The AirPods security feature could turn off your music

Apple today received a patent for an AirPods security feature that could detect when a wearer is at risk. AirPods could respond by pausing or lowering the volume of your music so you can focus on the potential danger.

The patent also describes a possible smart exercise mat that would detect how safely or effectively you are exercising…


Apple has been exploring the possibility of using existing sensors to add functionality to AirPods for some time.

For example, research conducted with Cornell University has shown how AirPods microphones can detect breathing rate during or after exercise. This patent describes a possible way to mix data from AirPods and an iPhone or an Apple Watch to add functionality.

AirPods security feature

In its patent document, Apple explains that AirPods can be great for entertainment or education, but they also come with risks.

Recent advances in portable computing have provided users with an unprecedented amount of content to use in almost any environment. Portable electronic devices such as earbuds, headphones, glasses, and the like provide audio to a user essentially wherever and whenever he or she may be located. While this makes the user’s choice easier, it has the unintended side effect that in some situations it often draws a user’s attention or otherwise distracts him or her. This can affect a user’s safety as well as the safety of those around him.

Apple suggests GPS data streamed from an iPhone or Apple Watch could be combined with existing AirPods sensors to determine location and speed, and one or both AirPods placed in the ear.

For example, GPS data might show that you’re running fast toward a busy intersection and that both AirPods are in your ears, meaning you might not be fully aware of traffic as you cross the street. In this situation, the AirPods could stop playing or reduce the volume. This would serve to warn you of a potential hazard and better enable you to be aware of traffic movement.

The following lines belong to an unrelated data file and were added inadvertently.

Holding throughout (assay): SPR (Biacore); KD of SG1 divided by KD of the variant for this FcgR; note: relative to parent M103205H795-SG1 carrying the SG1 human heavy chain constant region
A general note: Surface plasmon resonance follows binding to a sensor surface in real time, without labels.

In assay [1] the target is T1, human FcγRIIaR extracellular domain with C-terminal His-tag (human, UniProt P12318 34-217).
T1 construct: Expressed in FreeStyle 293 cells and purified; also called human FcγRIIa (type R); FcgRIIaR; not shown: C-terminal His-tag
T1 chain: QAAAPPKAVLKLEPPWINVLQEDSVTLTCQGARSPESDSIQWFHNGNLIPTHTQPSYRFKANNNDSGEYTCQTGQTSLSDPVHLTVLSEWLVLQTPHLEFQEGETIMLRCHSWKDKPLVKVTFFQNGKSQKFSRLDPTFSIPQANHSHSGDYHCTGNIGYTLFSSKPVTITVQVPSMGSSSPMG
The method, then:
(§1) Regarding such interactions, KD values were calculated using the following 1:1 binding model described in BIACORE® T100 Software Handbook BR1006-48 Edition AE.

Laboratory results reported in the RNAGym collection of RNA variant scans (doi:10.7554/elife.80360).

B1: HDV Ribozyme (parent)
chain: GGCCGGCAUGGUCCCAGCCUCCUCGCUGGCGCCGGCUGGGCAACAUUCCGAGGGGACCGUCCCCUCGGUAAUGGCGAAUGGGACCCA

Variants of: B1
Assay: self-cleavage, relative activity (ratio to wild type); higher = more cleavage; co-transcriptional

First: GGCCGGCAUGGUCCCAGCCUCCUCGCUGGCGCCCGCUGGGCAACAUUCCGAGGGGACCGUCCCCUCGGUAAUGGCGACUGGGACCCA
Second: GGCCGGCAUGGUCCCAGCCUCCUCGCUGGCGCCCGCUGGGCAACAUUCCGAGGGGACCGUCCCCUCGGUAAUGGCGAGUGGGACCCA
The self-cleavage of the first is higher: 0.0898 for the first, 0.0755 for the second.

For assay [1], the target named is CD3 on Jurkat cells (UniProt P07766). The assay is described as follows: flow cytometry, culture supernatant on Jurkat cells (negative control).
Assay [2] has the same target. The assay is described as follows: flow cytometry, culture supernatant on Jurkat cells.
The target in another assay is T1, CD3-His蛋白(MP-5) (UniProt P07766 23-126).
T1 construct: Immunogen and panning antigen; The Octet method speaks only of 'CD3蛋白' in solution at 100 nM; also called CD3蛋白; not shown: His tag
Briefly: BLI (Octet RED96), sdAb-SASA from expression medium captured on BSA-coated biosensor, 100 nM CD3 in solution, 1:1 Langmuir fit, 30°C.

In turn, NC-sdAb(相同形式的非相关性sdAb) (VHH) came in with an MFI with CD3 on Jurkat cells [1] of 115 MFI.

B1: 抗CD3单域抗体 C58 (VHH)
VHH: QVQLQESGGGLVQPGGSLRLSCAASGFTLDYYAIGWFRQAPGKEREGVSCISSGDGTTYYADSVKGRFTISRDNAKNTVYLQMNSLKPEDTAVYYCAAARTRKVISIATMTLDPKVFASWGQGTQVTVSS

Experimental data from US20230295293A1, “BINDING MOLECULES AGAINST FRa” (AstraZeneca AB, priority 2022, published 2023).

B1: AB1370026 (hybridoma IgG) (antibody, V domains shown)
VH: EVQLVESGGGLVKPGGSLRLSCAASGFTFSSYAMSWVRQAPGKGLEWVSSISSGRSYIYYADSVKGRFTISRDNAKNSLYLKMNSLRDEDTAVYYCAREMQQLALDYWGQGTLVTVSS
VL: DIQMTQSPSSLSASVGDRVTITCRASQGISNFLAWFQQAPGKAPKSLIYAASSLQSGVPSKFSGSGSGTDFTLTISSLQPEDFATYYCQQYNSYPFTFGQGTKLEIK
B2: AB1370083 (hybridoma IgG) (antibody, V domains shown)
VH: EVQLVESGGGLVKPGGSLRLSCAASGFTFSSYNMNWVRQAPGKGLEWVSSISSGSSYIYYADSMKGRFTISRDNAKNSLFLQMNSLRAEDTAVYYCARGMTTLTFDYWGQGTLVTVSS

If you’re walking next to a road, the AirPods may only reduce or reduce the volume on the ear facing traffic.

The direction of movement may indicate that a user is moving with his or her right side toward the road along a shoulder of a road (assuming the user is walking forward). Thus, the audio output can be adjusted to the right ear. If the movement data indicates that the user is walking towards the road with his or her left side, the audio output can be adjusted to the left ear.

If your speed and movement suggest you’re riding a bike and location data suggests the road is busy, your AirPods could automatically turn down the volume to give you better situational awareness.

The patent suggests even more intelligence.

[Data might include] Language selected on an electronic device (to the extent that that language can provide clues or indications of a user’s home country).

For example, if it detects that you are in a country where people drive across the street from your home country, it could put you at greater risk when crossing roads and apply stricter safety rules.

Intelligent training mat

The patent goes on to suggest that sensors in a smart exercise mat could tell if you’re following an exercise instruction correctly – with your AirPods letting you know if you’re not.

The sensor is positioned in or under an exercise mat; the contextual data includes a position of the user on the exercise mat; determining whether the user is performing the activity correctly includes determining whether the user’s location is the same as an expected location of the user; and the second audio output includes verbal instructions for correcting the user’s position.

An obvious use for this would be Apple Fitness+ workouts, where the system knows what you’re doing should do and feel what you are doing are do and give appropriate feedback. (“Hey, go ahead, you lazy bum!” maybe?)

As always with Apple patents, there is no telling whether it will ever come to market. Would you like to see these AirPods security or smart training mat features rolled out? Please let us know in the comments.

About Patently Apple. Photo: Metin Ozer/Unsplash.

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